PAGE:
Three distinct sets of Vortex Iron-oxide Particles, hereafter denominated VIP1, VIP3 and VIP6, were synthesized by using a previously reported methodology27,28. The VIPs morphology was investigated by field emission scanning electron microscopy (FESEM) and the particle size distribution was obtained by measuring the height, internal and external diameter of at least 400 particles. Figure 1 presents a collection of SEM images of three distinct samples while the histograms for VIP1, VIP3 and VIP6 are provided in Figure S1 (Supporting Information).
These three samples were synthesized in order to investigate the influence of the aspect ratio (here defined as the VIP’s height divided by its external diameter) on the magnetic, physicochemical and biological properties of the samples. X-ray diffraction (XRD) and X-ray absorption near edge spectroscopy (XANES) experiments were performed to probe the crystallographic structure and chemical composition along the VIP synthesis. These results are presented in the Supporting Information (Figures S2 and S3) and indicate that the obtained VIPs are mostly composed of magnetite. Magnetic characterization was performed at different temperatures and all samples were measured in the dried state. Table 1 presents the saturation magnetization derived from Figure S4. It is possible to observe that the process of NPs reduction was not equally efficient for all nanoparticles. Nevertheless, the saturation magnetization results corroborate that the VIPs are mostly composed of magnetite. The hyperthermia measurements were performed and the Specific Absorption Ratio (SAR) and the Intrinsic Loss Power (ILP) were determined; both are commonly used to quantify the efficiency of a magnetic hyperthermia system. Table 1 summarizes the SAR and the ILP calculated for the three studied particles, together with their respective magnetization of saturation (Ms) for comparison. VIP1 is the one presenting the highest magnetic response (SAR = 426 Wg−1, ILP = 5.6 nHm2kg−1) and the largest saturation magnetization (89 emu g−1). The fifth and sixth columns show the normalized SAR and ILP by the Ms indicating that the differences on the magnetic hyperthermia are mainly due to the Saturation Magnetization and that the samples are consistent.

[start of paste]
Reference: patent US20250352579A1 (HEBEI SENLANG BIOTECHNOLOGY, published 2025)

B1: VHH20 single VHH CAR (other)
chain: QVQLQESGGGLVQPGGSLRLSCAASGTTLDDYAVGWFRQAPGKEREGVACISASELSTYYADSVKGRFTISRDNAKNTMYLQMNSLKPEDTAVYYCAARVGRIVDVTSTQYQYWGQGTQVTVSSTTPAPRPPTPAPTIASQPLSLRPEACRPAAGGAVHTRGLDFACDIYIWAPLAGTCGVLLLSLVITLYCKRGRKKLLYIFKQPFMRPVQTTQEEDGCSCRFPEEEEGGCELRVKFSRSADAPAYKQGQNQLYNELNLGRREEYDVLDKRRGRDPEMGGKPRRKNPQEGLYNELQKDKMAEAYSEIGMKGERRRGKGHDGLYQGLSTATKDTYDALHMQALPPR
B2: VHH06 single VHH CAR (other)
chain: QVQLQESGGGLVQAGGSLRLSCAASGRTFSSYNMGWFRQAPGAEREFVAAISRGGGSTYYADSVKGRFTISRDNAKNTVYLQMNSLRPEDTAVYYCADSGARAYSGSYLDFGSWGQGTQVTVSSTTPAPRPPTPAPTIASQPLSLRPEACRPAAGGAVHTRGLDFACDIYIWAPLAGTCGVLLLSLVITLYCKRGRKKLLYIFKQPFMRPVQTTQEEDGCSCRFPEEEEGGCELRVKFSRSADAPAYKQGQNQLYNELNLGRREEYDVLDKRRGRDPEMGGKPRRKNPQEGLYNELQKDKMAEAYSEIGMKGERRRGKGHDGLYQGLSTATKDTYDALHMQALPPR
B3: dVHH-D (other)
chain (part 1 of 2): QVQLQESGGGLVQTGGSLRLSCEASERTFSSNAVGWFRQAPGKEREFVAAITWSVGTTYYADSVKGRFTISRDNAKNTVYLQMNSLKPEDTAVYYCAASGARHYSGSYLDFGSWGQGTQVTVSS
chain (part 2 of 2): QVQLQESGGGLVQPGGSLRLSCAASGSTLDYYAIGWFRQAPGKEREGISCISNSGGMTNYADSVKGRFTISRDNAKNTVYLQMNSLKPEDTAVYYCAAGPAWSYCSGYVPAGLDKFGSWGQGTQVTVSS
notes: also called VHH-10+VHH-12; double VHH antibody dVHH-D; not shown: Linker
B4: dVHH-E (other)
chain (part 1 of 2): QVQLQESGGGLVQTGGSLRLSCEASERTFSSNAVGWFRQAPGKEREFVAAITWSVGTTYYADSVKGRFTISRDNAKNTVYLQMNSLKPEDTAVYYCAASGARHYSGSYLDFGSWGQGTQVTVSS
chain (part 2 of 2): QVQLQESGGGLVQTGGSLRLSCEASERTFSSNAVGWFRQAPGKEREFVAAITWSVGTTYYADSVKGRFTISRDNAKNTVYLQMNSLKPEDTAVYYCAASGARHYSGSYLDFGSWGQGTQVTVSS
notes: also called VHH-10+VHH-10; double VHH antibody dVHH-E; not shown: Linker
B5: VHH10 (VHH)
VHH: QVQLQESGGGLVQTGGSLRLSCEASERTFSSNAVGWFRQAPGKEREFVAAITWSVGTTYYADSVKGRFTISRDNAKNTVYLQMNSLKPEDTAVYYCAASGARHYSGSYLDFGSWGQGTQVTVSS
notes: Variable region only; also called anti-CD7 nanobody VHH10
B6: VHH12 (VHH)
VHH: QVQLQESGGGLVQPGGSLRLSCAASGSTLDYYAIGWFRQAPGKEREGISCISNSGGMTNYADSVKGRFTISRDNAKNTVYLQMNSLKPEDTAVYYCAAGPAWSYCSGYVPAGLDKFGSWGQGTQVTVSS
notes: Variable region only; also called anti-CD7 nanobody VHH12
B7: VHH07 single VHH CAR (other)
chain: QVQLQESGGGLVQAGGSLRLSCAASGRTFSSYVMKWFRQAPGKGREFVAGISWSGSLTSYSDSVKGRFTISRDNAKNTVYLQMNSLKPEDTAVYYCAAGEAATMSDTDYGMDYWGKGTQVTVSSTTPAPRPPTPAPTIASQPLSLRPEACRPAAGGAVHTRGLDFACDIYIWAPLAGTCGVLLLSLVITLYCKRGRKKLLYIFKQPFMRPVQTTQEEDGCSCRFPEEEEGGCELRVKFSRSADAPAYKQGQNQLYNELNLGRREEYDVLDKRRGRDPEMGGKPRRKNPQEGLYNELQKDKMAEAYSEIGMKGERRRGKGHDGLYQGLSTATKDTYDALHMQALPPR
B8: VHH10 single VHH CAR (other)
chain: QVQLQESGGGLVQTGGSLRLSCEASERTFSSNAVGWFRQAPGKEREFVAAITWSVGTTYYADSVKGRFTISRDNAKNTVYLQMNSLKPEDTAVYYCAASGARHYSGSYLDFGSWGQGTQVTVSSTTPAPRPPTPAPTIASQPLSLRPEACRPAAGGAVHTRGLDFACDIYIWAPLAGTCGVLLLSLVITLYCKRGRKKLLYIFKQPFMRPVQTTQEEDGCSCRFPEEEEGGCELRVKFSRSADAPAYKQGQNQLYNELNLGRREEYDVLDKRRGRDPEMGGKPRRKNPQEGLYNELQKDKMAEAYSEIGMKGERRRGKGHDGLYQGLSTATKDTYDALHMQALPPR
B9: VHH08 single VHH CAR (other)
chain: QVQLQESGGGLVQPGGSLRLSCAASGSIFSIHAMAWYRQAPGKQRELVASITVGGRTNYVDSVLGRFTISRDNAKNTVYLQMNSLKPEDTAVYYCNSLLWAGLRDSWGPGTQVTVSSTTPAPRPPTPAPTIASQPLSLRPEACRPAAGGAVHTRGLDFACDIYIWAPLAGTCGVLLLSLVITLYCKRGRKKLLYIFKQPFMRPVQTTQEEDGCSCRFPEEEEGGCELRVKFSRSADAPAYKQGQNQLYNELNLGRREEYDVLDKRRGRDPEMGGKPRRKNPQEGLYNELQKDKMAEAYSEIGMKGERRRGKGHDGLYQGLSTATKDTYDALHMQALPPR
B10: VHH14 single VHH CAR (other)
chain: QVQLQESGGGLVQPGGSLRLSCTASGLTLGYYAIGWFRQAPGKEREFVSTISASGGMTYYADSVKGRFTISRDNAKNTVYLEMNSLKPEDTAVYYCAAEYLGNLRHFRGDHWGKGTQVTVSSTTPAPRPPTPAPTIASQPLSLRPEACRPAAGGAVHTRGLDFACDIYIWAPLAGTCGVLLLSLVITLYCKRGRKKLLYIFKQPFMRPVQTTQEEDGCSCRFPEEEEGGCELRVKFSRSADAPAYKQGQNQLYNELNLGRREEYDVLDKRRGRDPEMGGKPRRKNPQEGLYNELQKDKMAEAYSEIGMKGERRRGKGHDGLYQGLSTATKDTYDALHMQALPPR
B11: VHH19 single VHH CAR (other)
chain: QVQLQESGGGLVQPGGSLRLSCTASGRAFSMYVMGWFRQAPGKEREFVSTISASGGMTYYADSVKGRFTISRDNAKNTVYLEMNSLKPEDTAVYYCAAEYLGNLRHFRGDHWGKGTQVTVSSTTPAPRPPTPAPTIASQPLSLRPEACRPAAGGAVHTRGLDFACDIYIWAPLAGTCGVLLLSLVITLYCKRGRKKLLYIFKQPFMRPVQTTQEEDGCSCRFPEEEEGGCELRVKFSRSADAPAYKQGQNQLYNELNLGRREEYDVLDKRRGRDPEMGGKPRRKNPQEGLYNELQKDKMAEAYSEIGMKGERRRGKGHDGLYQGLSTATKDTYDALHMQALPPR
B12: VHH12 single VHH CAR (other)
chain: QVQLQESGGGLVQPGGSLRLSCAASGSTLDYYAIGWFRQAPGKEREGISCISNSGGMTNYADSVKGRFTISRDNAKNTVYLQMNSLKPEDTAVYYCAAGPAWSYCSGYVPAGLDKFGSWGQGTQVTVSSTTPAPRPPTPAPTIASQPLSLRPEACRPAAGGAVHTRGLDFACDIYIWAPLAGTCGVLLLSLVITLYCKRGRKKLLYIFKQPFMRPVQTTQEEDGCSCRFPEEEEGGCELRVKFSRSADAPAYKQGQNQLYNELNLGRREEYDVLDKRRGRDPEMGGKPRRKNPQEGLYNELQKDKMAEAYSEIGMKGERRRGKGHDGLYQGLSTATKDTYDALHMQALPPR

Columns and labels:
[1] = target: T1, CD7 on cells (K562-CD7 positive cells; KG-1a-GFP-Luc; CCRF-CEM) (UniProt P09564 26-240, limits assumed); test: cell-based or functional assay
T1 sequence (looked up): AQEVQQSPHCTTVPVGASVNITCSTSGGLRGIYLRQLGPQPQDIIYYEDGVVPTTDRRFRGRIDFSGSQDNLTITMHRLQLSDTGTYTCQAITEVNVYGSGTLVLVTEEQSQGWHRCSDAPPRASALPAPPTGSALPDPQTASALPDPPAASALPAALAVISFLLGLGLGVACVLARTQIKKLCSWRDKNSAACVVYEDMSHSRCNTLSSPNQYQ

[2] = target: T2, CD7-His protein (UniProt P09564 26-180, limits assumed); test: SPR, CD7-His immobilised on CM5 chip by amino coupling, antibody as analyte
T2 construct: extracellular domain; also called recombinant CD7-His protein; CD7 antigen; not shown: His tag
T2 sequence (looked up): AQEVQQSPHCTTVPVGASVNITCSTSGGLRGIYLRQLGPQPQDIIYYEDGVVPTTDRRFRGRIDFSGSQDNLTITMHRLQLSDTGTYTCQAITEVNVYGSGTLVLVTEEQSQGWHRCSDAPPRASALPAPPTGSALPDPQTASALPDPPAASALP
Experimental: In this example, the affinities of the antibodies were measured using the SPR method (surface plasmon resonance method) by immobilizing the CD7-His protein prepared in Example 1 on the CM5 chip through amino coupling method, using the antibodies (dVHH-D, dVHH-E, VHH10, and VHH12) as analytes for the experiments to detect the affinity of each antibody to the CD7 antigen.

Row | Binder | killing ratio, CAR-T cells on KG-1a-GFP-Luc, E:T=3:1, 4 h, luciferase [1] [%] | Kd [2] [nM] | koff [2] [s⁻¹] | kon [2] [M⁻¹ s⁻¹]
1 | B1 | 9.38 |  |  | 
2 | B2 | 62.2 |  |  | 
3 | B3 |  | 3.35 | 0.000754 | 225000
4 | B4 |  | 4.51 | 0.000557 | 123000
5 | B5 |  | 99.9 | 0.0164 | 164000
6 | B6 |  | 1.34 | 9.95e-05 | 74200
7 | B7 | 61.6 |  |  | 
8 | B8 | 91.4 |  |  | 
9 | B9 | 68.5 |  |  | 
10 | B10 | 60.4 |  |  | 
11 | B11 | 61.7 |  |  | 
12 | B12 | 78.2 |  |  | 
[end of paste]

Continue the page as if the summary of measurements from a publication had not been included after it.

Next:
In addition, a series of micromagnetic simulations were made to confirm the existence of magnetic vortices within the three morphologically (size and shape) distinct VIPs. Figure S5 presents a representative image of the simulated nanoparticle where NP height (H), NP outer diameter (ExtD) and NP inner diameters (IntD) are presented.
Thus, sweeping across different series of (H, ExtD, IntD) trios, the results were used to compose a 3-D micromagnetic phase diagram. In Fig. 2 two sections from the tridimensional diagram at IntD = 50 nm and IntD = 70 nm while ExtD and H varied from 80 to 210 nm and from 5 to 400 nm, respectively, show the micromagnetic simulations of the synthetized VIPs. Together, the magnetic states depicted on the phase diagram as green, blue and red colors represent the Vortex, Bamboo and 2xVortex states illustrated with the streamlines following the magnetic flux within the particle.
Also, in Fig. 2, the regions highlighted as VIP1, VIP3 and VIP6 representing the size distributions within the micromagnetic phase diagram with respect to their standard deviations show that the synthesized NPs are within the magnetic vortex region, indicating that these particles can indeed be classified as Vortex Iron oxide Particles. Furthermore, it is worth noting that the observed magnetic states are in agreement with similar nanoparticles and their micromagnetic phase diagram27,29, at the same time, part of the presented micromagnetic phase diagram are new and also represent an unpublished contribution to the current knowledge regarding the VIP shape and micromagnetic state. Finally, we must highlight that although the synthesized particles respect the necessary dimensions to present a vortex state, the small remanence measured from Figure S4 should be interpreted as an effect of the polydispersity of the sample, which was not considered in the magnetic hysteresis simulation.
Following, the cytotoxicity of these particles was evaluated for their possible application as a bioengineered material30,31,32,33. Human Embryonic Kidney (HEK293) cells were exposed to different concentrations of the VIPs for 24 and 48 h (Figure S7), and no cytotoxic effect was observed.